The Government introduced the Climate Change Levy (CCL) in 2001 as part of a wider array of instruments to reduce greenhouse gas emissions. It is an energy tax rather than a carbon tax. The CCL is levied on supplies of electricity, gas and solid fuels and it applies to industry, agriculture and the public sector; and on large power generators that use fossil fuels, through the Carbon Price Support (CPS) mechanism.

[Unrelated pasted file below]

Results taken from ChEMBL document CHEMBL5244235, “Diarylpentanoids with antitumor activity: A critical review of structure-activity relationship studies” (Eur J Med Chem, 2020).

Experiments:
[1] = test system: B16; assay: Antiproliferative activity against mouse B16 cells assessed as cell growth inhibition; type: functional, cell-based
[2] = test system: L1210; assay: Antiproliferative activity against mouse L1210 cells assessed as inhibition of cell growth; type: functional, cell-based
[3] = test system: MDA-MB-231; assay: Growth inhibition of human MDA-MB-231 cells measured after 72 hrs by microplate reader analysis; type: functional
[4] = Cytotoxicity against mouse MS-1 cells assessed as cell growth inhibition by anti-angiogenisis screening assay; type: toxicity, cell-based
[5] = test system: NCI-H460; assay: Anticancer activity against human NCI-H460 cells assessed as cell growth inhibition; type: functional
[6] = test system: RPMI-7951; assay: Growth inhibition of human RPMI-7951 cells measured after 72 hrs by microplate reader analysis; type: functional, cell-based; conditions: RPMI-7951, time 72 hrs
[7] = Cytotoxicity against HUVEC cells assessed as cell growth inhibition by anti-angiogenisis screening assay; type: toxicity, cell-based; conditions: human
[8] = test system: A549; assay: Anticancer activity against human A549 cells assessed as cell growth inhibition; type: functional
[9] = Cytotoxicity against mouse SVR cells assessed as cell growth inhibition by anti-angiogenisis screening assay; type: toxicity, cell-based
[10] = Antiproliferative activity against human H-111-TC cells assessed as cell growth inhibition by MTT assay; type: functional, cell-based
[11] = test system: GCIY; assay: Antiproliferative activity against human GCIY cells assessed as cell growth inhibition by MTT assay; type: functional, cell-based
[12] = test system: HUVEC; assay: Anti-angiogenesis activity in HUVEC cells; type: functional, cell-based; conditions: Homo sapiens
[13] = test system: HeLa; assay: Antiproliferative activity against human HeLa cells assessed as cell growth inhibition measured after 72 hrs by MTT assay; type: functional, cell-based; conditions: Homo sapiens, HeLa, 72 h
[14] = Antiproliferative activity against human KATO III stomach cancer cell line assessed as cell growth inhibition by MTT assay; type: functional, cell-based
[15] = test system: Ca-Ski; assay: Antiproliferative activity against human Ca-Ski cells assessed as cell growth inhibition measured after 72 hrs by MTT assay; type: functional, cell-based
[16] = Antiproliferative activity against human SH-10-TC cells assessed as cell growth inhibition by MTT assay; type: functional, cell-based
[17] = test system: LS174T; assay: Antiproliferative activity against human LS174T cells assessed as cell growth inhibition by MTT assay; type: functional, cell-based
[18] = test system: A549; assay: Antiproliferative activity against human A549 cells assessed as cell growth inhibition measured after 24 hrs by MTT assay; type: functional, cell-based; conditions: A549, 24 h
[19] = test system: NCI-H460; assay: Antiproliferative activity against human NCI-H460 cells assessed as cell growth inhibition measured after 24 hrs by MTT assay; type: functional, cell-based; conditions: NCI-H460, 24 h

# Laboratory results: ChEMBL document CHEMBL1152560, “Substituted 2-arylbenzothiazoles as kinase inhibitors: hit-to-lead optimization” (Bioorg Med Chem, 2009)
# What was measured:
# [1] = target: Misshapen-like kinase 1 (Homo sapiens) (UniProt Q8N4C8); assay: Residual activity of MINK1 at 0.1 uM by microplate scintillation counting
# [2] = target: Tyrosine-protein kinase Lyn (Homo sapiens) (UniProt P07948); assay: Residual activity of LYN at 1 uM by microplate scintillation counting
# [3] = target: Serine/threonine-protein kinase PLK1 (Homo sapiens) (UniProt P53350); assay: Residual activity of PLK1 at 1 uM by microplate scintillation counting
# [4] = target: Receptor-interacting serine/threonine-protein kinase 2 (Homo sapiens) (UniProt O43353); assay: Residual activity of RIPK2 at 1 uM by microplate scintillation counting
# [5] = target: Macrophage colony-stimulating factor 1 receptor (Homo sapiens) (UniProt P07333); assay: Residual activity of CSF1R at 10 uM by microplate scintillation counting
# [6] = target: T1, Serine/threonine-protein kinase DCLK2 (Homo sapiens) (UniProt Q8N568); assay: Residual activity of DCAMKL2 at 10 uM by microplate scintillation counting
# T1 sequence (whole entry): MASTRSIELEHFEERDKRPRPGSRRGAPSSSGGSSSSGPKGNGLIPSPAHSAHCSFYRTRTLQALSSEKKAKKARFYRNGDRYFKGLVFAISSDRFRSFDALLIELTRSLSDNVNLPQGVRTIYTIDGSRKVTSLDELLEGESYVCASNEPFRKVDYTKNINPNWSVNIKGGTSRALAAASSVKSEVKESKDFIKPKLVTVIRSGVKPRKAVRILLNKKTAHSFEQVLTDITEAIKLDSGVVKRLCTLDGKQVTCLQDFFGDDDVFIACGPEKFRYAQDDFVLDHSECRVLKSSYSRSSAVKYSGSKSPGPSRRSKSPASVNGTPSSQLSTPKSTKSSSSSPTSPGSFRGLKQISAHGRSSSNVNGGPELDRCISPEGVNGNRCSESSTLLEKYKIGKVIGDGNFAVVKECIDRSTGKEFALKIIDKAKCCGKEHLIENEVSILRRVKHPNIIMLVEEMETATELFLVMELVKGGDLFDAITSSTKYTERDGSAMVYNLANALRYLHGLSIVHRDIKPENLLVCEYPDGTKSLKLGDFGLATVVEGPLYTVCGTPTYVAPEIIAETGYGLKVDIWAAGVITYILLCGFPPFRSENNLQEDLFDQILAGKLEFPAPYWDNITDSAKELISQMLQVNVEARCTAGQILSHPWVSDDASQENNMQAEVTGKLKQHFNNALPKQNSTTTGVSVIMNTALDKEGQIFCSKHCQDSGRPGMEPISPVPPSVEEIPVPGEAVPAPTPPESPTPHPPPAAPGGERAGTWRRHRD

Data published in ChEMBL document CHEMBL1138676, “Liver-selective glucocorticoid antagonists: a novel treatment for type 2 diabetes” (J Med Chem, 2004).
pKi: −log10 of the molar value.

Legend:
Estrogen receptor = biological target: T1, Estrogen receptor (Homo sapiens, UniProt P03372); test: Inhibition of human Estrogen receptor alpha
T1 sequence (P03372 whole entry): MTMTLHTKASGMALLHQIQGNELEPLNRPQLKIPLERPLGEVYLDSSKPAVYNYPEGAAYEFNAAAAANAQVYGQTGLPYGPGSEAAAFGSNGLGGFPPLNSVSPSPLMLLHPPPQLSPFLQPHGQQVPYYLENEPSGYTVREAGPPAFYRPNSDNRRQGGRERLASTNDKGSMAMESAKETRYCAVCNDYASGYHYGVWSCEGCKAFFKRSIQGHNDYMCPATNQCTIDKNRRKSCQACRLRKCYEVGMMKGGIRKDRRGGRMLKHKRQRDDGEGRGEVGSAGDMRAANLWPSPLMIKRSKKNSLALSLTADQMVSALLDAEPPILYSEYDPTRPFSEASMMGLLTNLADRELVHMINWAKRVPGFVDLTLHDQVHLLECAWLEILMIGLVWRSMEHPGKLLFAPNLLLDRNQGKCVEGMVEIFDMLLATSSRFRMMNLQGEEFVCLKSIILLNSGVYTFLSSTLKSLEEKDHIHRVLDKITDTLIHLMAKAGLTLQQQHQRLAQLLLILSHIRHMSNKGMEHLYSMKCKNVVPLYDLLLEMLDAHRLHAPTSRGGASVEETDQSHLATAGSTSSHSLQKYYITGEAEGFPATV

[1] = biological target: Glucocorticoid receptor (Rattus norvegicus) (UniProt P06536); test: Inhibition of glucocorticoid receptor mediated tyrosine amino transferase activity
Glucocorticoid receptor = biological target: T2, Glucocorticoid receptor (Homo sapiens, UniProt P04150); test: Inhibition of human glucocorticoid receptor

As the CCL would be punitive to operators of the types of manufacturing processes that are energy-intensive, economic instruments called Climate Change Agreements (CCAs) were introduced. These are used by industry to qualify for significant discounts on the CCL in return for agreeing to increase the efficiency of energy use.

There are three regulatory bodies involved in the implementation and management of the CCL and CCAs.

  • Her Majesty’s Revenue & Customs (HMRC), which collects the levy.

  • The Department for Business, Energy & Industrial Strategy (BIES) which is responsible for policy.

  • The Environment Agency (EA), which manages the CCAs.

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